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Lewis Rowland, Leading Neurologist on Nerve and Muscle Diseases, Dies at 91
Dr Rowland led research teams that delineated a number of uncommon diseases that had been poorly understood. He really made it a multidisciplinary clinic where people would get seen by nutritionists, physical therapists and respiratory therapists. Dr Rowland founded a center at Columbia for research and treatment of ALS and helped to found a center for muscular dystrophy. Dr Mayeux described him as a wonderful, innovative mentor, with many trainees who went on to lead neurology departments themselves.
Foam soap may not measure up to liquid soap
Foam soaps may not be as effective as liquid soaps in eliminating bacteria that can lead to infection, the authors say. Equils and colleagues tested two common brands of foam and liquid detergent-based soaps that are available in neighborhood grocery stores. With liquid soap, the colony count went from 3.8 to 1.2 - a statistically significant drop, according to a report in the American Journal of Infection Control.
Facial injuries are common in U.S. nursing home residents
To estimate the number and causes of face injuries in elderly nursing home residents, the research team analyzed nationwide data from emergency departments. Between 2011 and 2015, they found that 109,795 people over age 60 and living in nursing homes required emergency room care for face injuries. The most common wounds were deep cuts or skin tears, which made up over 44 percent of all injuries.
With Age Comes a Mouthful of Trouble
About 20 percent of Americans over age 65 have untreated cavities, the National Center for Health Statistics has reported, with cavities much more prevalent among blacks, Hispanics and Asians. Among those over age 75, a quarter have lost all their teeth. Better hygiene and fluoridation means more older people have more teeth to preserve, over lengthened life spans, than in the past. The retired hairdresser has had extractions, fillings and deep cleanings to reduce gum infection; the next step is a crown.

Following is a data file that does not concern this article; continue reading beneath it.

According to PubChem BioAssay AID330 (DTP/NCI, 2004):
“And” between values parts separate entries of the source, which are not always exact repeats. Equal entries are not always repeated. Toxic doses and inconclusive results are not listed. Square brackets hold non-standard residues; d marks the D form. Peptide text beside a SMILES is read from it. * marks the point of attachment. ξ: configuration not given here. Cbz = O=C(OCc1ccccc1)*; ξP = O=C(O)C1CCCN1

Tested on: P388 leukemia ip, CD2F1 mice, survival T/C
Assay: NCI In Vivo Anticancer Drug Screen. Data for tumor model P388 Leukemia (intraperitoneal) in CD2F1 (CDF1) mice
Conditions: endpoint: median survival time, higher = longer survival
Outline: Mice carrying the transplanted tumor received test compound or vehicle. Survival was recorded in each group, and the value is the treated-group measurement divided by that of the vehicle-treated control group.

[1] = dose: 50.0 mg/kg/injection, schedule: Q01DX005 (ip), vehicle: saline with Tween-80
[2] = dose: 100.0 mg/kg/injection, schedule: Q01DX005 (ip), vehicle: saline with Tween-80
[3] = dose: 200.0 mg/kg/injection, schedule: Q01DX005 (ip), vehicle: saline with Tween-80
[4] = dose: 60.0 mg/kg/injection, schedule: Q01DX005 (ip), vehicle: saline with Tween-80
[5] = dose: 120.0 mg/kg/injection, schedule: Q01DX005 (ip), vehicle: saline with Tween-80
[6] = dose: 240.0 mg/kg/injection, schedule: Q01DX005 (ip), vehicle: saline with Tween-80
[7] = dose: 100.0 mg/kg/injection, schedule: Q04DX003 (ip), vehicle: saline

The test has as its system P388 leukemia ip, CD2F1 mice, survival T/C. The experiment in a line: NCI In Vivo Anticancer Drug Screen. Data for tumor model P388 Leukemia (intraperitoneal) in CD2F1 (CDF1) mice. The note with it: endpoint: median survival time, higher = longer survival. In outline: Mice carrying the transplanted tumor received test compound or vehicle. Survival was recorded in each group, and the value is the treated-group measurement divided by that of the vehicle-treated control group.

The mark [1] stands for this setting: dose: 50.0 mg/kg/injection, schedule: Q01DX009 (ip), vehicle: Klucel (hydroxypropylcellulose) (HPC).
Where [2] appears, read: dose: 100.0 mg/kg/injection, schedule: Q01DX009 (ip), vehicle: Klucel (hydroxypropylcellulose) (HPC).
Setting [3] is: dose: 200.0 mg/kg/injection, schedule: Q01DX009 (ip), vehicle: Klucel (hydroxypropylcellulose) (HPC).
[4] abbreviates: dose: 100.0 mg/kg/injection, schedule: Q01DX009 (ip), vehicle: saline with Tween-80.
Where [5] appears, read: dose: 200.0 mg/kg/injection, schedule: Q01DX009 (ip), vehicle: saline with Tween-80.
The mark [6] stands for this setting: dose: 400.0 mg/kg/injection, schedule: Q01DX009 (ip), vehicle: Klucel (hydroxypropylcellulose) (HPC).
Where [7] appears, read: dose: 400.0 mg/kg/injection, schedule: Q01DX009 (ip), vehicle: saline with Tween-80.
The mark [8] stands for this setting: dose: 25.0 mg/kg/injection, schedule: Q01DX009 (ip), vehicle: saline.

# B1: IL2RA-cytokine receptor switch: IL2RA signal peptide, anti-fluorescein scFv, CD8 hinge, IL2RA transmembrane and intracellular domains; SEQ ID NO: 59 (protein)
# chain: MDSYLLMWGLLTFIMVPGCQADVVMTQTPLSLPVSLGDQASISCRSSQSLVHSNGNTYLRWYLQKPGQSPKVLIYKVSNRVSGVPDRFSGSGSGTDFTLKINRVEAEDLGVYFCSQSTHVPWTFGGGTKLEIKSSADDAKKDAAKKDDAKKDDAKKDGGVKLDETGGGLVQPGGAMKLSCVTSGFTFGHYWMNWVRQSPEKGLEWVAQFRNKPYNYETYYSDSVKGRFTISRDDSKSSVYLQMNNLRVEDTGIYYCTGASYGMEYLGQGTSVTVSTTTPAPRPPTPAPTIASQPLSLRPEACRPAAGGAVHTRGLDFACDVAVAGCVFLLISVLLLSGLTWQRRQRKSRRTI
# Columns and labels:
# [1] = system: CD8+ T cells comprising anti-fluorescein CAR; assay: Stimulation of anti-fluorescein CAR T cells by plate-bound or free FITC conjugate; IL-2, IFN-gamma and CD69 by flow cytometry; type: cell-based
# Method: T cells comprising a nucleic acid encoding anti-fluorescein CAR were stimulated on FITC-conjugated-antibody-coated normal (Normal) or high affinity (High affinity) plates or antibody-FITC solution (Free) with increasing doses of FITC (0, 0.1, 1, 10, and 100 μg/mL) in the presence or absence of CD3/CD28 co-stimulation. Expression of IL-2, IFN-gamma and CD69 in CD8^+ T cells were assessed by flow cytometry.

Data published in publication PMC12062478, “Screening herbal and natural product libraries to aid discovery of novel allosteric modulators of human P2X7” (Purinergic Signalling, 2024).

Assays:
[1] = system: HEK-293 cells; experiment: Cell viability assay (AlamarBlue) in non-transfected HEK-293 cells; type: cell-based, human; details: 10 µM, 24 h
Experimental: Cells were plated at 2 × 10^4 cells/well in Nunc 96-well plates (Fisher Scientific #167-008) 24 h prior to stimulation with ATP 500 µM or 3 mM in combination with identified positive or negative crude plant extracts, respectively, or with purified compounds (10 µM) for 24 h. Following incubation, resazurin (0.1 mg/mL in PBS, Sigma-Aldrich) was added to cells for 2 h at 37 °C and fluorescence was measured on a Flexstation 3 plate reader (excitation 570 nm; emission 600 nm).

'Healthy' obese still face higher heart disease risk
Even without high blood pressure or other signs of illness, obese adults have a much higher risk of developing heart disease than normal-weight peers, according to a study from Denmark. The results contradict recent research suggesting a subgroup of obese individuals known as metabolically healthy obese may not face an increased risk for obesity-related complications such as heart or kidney disease, researchers write in the Journal of Clinical Endocrinology and Metabolism.
FDA approves Pfizer, German Merck immunotherapy for skin cancer
US health regulators on Thursday approved a drug developed by Merck KGaA and Pfizer Inc that helps the immune system to fight a rare form of skin cancer once it has spread to other parts of the body. The Food and Drug Administration said it approved Bavencio, known chemically as avelumab, to treat metastatic Merkel cell carcinoma (MCC) in patients 12 years and older.
Two thirds of cancers caused by random genetic mistakes: U.S. study
They follow a controversial 2015 study published in Science by the same researchers at Johns Hopkins that looked just at cancers in the United States. That study, by Vogelstein and mathematician Cristian Tomasetti, asserted that random DNA mistakes accounted for a lot more of the risk of developing cancer than previously thought. The finding caused an outcry from cancer experts, who have traditionally held that most cancers were caused by preventable lifestyle and environmental factors or inherited genetic defects.
Palliative care linked to fewer repeat hospitalizations
Comfort care for advanced cancer patients is associated with fewer repeat hospitalizations and more hospice referrals, according to a study highlighting how this approach may offer chronically sick or terminally ill people a better quality of life. The study team tested what happened to these patients before and after the start of a new palliative care consultation program in the hospital. Palliative care aims to improve quality of life for seriously ill patients by relieving their symptoms and easing their stress.
Austria eases poultry restrictions as bird flu threat fades
Austrian poultry will be allowed outdoors as of Saturday as the threat from bird flu is fading, the country's health ministry said, lifting a restriction put in place more than two months ago. Austria said in January that it was ordering all poultry be kept indoors after the highly pathogenic H5N8 virus was found in dead wild birds near its borders with Germany and Switzerland, and other cases were reported in the region.